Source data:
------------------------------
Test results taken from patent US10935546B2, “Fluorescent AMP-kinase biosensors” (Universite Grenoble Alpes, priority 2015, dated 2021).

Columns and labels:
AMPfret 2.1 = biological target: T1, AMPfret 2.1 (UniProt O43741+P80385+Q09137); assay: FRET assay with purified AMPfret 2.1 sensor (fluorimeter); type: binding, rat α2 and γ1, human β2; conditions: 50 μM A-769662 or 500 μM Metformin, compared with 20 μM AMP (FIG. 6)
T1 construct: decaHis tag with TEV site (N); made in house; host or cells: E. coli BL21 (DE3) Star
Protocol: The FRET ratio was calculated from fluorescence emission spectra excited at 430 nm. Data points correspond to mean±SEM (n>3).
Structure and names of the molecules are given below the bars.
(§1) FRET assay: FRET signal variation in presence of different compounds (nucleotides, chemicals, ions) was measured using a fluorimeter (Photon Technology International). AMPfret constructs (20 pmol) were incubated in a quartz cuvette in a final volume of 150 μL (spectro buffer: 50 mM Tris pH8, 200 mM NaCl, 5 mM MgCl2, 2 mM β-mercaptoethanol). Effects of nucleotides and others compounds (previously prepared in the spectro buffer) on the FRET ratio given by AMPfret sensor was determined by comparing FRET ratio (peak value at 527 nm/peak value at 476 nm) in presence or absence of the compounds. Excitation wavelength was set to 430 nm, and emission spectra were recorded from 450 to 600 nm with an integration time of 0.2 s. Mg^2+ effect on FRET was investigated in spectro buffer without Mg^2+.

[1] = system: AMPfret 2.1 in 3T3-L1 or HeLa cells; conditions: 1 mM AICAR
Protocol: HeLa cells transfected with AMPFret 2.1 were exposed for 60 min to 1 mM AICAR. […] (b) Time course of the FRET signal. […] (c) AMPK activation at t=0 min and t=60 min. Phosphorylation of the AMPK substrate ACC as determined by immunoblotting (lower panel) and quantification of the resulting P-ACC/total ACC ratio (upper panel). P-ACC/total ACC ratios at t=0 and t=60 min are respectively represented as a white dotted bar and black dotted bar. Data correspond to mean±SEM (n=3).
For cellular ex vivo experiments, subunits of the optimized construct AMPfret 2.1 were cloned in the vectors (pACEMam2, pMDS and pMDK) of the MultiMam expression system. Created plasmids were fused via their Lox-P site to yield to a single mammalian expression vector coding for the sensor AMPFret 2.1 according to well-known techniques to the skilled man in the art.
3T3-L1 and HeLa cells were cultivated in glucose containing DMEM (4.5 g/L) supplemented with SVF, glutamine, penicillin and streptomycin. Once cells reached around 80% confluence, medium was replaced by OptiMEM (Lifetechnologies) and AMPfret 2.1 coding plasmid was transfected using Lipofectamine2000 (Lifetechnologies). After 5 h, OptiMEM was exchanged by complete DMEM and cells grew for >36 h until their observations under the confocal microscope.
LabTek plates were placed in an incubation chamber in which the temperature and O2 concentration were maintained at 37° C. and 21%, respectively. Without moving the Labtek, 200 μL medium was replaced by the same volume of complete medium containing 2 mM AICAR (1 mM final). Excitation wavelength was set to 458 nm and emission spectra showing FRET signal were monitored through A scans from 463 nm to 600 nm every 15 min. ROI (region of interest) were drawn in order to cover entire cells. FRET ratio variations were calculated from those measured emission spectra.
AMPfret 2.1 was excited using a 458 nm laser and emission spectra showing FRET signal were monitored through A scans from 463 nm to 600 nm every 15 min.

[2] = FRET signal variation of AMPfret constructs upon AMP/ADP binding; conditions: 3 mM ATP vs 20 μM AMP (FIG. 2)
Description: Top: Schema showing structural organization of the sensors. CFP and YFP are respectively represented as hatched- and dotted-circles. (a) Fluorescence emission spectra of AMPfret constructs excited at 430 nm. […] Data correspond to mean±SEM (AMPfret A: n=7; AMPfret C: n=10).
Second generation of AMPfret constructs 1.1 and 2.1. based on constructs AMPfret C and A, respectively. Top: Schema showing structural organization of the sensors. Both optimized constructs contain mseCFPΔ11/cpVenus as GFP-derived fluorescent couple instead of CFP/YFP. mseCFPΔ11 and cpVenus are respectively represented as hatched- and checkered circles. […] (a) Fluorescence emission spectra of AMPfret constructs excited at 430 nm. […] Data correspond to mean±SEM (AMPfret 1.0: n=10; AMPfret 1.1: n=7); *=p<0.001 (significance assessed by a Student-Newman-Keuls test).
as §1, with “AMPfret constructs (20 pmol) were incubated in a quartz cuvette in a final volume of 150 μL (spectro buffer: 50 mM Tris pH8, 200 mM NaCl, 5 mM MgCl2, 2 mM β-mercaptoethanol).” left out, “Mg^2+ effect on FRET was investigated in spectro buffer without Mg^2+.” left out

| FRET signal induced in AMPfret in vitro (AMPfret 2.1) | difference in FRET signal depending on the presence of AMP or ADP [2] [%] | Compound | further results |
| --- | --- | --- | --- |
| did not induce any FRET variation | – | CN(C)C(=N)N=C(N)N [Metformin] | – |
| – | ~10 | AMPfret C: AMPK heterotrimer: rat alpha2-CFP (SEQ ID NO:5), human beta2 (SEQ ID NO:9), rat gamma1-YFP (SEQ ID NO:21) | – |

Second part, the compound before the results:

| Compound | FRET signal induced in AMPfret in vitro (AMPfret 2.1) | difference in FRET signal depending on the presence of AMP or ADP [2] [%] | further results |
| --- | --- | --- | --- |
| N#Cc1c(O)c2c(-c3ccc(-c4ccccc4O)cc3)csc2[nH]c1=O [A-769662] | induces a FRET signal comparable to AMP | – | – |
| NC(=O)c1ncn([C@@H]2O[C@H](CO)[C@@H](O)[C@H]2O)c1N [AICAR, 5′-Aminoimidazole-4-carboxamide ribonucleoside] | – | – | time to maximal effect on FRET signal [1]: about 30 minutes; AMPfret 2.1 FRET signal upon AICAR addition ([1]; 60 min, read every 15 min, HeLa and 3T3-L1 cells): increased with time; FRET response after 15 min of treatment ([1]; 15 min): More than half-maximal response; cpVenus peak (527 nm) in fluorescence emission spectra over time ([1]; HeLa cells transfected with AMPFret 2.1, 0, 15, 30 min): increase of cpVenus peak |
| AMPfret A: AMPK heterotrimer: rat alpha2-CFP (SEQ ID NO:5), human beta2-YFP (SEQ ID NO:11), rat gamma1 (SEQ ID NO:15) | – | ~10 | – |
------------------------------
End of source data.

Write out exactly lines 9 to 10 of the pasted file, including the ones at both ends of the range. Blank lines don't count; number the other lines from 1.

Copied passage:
Protocol: HeLa cells transfected with AMPFret 2.1 were exposed for 60 min to 1 mM AICAR. […] (b) Time course of the FRET signal. […] (c) AMPK activation at t=0 min and t=60 min. Phosphorylation of the AMPK substrate ACC as determined by immunoblotting (lower panel) and quantification of the resulting P-ACC/total ACC ratio (upper panel). P-ACC/total ACC ratios at t=0 and t=60 min are respectively represented as a white dotted bar and black dotted bar. Data correspond to mean±SEM (n=3).
For cellular ex vivo experiments, subunits of the optimized construct AMPfret 2.1 were cloned in the vectors (pACEMam2, pMDS and pMDK) of the MultiMam expression system. Created plasmids were fused via their Lox-P site to yield to a single mammalian expression vector coding for the sensor AMPFret 2.1 according to well-known techniques to the skilled man in the art.